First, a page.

Training incentives vary by jurisdiction. Some jurisdictions offer in-kind services while others may offer cost offsets to training expenses if participating with a local educational institution. Direct training grants may be awarded in the form of reimbursements, based on either job creation and/or actual training expenses. The compliance process associated with direct training reimbursements can be challenging and it is important to fully understand the process in advance of hiring. Reimbursements can be limited to only the wages of the trainer and development of educational materials, and not to trainee wages. Furthermore, the trainer may need to be provided by a third party and not an internal training resource. Thus, the compliance cost may outweigh the potential benefits.

6. Cash grants and forgivable loans

This type of incentive is favored heavily by companies and can be very valuable especially if you are facing upfront capital investment at your facility for infrastructure, training or other costs such as equipment. For example, in many cities in Texas, companies may be eligible for cash grants for each job created. These will range between $500 to $10,000 per job depending on the city and the wages being paid. The most popular of all incentives are the upfront direct cash payments made to offset initial project costs; however, many communities are now structuring such assistance to be paid out over a longer period based on performance. Loan forgiveness, or reduced financing cost, is another popular tool to convey benefits, subject to meeting project commitments.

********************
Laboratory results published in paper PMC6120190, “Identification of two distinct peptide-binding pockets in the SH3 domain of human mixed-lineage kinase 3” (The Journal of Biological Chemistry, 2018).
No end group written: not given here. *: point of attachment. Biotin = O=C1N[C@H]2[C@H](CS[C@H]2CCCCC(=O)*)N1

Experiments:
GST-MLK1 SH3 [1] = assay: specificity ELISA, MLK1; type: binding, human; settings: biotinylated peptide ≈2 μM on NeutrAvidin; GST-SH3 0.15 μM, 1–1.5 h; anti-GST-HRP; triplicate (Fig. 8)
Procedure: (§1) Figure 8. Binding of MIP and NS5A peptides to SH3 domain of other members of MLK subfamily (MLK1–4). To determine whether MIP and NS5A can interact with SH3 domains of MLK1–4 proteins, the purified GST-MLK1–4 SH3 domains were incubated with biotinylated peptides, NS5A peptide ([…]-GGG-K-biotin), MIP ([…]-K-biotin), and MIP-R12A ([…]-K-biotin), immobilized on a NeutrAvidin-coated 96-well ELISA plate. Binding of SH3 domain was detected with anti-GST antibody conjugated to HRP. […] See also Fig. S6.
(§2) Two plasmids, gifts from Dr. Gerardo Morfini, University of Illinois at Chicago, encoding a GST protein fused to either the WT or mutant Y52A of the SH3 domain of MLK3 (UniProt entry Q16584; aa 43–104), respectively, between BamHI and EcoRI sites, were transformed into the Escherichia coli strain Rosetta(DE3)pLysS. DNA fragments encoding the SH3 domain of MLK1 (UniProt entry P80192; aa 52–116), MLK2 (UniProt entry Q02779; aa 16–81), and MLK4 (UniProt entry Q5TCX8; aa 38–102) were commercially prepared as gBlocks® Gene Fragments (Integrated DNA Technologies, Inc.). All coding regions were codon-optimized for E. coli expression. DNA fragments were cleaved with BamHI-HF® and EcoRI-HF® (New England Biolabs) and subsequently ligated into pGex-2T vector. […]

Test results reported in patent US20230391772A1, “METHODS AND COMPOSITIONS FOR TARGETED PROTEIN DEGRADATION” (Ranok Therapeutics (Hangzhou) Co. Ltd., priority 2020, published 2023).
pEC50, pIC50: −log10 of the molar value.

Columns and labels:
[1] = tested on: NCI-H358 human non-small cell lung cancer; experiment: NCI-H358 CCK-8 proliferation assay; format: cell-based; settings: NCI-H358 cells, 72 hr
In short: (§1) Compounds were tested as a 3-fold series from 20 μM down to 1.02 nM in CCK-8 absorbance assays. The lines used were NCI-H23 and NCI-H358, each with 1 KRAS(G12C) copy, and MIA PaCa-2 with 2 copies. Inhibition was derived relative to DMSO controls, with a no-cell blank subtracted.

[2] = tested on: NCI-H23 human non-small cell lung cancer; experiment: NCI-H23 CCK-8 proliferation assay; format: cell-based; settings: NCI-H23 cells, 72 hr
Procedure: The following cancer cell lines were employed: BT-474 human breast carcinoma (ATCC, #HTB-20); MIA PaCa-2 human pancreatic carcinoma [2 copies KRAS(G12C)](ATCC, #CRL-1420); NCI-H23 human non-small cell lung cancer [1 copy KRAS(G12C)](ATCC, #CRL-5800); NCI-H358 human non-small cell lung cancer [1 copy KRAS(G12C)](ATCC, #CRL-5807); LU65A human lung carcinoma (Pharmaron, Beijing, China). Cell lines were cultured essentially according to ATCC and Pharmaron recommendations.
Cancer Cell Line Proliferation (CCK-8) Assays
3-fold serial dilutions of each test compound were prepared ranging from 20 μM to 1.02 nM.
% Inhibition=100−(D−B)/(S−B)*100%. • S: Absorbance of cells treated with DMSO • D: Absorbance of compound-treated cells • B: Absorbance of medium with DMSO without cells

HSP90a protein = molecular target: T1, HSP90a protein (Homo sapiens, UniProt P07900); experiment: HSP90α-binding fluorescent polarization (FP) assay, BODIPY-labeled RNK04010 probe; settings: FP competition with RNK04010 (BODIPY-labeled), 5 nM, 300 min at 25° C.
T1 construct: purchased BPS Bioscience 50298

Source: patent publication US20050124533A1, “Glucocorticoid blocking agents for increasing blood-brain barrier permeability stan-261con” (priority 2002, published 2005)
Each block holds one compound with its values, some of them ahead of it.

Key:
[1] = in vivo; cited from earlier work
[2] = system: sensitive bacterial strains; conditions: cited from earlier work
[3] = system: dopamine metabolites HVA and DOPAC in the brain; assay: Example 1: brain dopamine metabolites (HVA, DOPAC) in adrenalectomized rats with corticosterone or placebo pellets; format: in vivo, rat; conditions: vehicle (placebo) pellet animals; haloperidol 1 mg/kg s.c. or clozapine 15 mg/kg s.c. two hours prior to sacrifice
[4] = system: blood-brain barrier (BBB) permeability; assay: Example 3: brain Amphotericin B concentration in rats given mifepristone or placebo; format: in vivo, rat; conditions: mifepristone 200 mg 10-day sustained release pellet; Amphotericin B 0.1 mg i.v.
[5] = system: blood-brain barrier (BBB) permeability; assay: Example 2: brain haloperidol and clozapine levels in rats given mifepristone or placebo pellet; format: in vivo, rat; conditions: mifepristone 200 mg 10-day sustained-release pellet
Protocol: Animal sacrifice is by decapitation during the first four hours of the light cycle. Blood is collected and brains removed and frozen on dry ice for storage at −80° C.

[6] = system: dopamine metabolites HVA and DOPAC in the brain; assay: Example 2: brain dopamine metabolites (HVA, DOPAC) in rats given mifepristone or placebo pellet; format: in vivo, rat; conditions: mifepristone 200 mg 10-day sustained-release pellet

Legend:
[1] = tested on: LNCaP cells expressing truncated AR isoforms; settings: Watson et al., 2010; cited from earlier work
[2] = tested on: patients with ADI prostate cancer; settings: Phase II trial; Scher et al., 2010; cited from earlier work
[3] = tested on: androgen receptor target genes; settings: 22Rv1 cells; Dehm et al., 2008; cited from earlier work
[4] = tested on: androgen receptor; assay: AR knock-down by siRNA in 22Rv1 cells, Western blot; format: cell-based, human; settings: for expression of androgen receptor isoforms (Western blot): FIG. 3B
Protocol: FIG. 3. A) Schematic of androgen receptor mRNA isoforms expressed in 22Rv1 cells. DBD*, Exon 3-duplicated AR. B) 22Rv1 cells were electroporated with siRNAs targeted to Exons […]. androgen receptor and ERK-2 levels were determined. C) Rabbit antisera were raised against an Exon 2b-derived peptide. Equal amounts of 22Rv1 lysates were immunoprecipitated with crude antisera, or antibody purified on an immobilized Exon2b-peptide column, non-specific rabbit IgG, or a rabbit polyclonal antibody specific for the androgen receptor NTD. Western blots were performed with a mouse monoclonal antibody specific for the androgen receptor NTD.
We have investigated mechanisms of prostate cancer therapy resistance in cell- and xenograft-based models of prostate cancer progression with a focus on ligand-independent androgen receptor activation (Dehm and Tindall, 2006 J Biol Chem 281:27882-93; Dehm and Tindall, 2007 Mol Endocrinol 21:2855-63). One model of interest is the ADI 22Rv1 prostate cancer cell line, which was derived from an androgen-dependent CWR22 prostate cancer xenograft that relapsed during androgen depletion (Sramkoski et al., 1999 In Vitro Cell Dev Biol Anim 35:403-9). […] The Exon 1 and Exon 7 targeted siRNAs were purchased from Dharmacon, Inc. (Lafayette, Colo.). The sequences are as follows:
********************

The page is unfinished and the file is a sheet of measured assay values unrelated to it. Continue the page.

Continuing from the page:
7. Utility discounts and rebates

Utility companies may provide discounted utility rates or utility-related infrastructure assistance. These benefits can be very valuable for heavy power users such as data centers and manufacturing plants. In some cases, utilities can provide economic development grants for competitive job creation and capital investment.

8. Real estate and infrastructure grants

There are many communities willing to provide land or a free building in exchange for capital investment and new jobs. The land or building is typically owned by the city or economic development organization. There are even speculative buildings that have been financed and built by economic developers to attract companies whereby they provide a turnkey facility for free rent over the lease term. In addition, infrastructure grants are often used by the community to fund fiber to your building, increased power supply to the site, the addition of roads, and/or ingress/egress to a building.

9. Priority permitting and fee waivers

Projects are typically required to seek permits and often charged fees by cities and counties related to zoning, permitting and other regulatory requirements. You can bypass these delays and expenses through the reduction or waiver of fees, as well as expedite your project to the top of the permitting approval list.

10. Tax-free zones

Some states will eliminate all or a portion of your tax burden by locating and creating jobs in designated geographic areas. These zones may often be in an economically challenged area, so it is important to carefully evaluate labor conditions. A good example of a tax-free zone is Pennsylvania’s Keystone Opportunity Zones, which eliminates most state and local taxes within underdeveloped areas.


Economic incentives in the site selection process continue to play a critical role and have become an expectation by business owners. When securing an economic incentive package, it is important to accurately value the benefits and determine the realizability of each incentive. If a particular benefit is not applicable to the particular business operations, then a company should evaluate whether it can shift those benefits to another category.

Topics:Economic Incentives



Blog Posts →


News →


Success Stories →